Michael K. Lee

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Michael Lee tackled the unenviable task of replacing the legendary John Bonham when he supported the late drummer's Led Zeppelin bandmates Robert Plant and Jimmy Page during their mid-'90s reunion. Born…
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Michael Lee tackled the unenviable task of replacing the legendary John Bonham when he supported the late drummer's Led Zeppelin bandmates Robert Plant and Jimmy Page during their mid-'90s reunion. Born Michael Gary Pearson in Newcastle upon Tyne on November 19, 1969, Lee grew up in Scarborough, quitting school at 16 to work in a music store. Over time he saved up enough money to buy his first drum kit, honing his powerful but precise style in a series of cover bands. Following an extended trip to California, Lee returned to the U.K. and successfully auditioned for the hard rock combo Little Angels. He drummed on the group's Polydor debut, 1989's Don't Prey for Me, but during sessions for the 1991 follow-up, Young Gods, he auditioned for rockers the Cult -- when Lee's Little Angels bandmates learned about the audition, they fired him on the spot, but he nevertheless landed the Cult gig and toured with the group in support of its album Ceremony. Lee signed on with Plant during recording of the singer's 1993 solo effort, Fate of Nations, and joined him on the world tour that followed. When Plant reunited with guitarist Page for an MTV Unplugged episode spotlighting Led Zeppelin's acoustic legacy, Lee was installed behind the drums, substituting for Bonham, whose September 1980 death heralded the end of the pioneering heavy metal band's existence.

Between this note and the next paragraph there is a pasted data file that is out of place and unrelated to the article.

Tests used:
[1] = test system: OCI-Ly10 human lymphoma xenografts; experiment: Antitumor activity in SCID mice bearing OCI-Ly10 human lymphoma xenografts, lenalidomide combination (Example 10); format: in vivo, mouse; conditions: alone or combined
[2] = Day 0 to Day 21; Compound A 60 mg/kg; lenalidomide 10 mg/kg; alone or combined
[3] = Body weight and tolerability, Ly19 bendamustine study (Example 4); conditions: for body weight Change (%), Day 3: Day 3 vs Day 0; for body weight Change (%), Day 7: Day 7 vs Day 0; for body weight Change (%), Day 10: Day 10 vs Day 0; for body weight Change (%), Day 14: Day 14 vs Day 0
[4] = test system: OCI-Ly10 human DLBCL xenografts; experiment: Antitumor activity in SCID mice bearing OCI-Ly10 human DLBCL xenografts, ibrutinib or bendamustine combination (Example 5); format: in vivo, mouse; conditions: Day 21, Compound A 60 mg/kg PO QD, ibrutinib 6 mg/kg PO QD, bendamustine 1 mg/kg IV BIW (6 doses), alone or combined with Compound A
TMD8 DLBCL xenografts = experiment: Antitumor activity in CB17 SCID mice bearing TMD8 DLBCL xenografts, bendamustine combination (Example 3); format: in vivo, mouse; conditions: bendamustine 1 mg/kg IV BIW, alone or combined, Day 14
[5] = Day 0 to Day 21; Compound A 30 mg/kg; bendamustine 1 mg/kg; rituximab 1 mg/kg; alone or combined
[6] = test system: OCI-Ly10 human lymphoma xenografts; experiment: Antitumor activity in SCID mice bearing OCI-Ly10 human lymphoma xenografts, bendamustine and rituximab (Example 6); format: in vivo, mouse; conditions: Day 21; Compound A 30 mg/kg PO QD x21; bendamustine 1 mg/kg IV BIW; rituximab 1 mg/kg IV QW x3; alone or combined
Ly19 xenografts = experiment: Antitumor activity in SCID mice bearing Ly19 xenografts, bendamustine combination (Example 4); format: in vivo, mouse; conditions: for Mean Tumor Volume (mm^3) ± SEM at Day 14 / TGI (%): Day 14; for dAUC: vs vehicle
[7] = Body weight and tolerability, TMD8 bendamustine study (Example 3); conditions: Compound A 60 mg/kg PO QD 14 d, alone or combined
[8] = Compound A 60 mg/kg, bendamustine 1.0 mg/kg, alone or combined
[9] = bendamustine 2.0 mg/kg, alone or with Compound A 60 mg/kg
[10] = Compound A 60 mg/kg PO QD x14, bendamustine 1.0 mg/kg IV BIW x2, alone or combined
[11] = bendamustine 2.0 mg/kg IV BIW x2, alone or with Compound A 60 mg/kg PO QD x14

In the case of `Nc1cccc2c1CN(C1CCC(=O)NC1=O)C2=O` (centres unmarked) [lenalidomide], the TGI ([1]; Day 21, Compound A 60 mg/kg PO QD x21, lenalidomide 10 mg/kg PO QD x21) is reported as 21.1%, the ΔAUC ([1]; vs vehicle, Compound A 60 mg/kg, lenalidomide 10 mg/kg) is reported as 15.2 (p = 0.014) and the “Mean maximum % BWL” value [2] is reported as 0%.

Lee remained with Page & Plant during their subsequent world tour and 1994 studio album, Walking into Clarksdale. In addition, when Led Zeppelin entered the Rock and Roll Hall of Fame in January 1995, he remained behind the kit during the band's induction ceremony performance, playing for the first and only time with original bassist John Paul Jones. "Michael was the rhythm bridge between the 1970s and the 21st century," Plant later said. "On the work which was not original, he had a tough gig to visit Bonham-driven classics and present his own imprint. He mastered and transfigured, introducing an inherent swing mixed up with his drum-and-bass leanings; he always encouraged. His ideas were sharp and bright." After Page and Plant again went their separate ways, Lee signed on with another reconstituted group, post-punk icons Echo & the Bunnymen, replacing late drummer Pete de Freitas during sessions for their 1997 comeback effort, Evergreen. Lee also contributed to the Bunnymen's 1999 follow-up, What Are You Going to Do with Your Life? He later toured with the reunited Thin Lizzy, and backed onetime Deep Purple frontman Ian Gillan on his 2004 solo release, Gillan's Inn. Lee died November 24, 2008, following an epileptic seizure, just five days after his 39th birthday.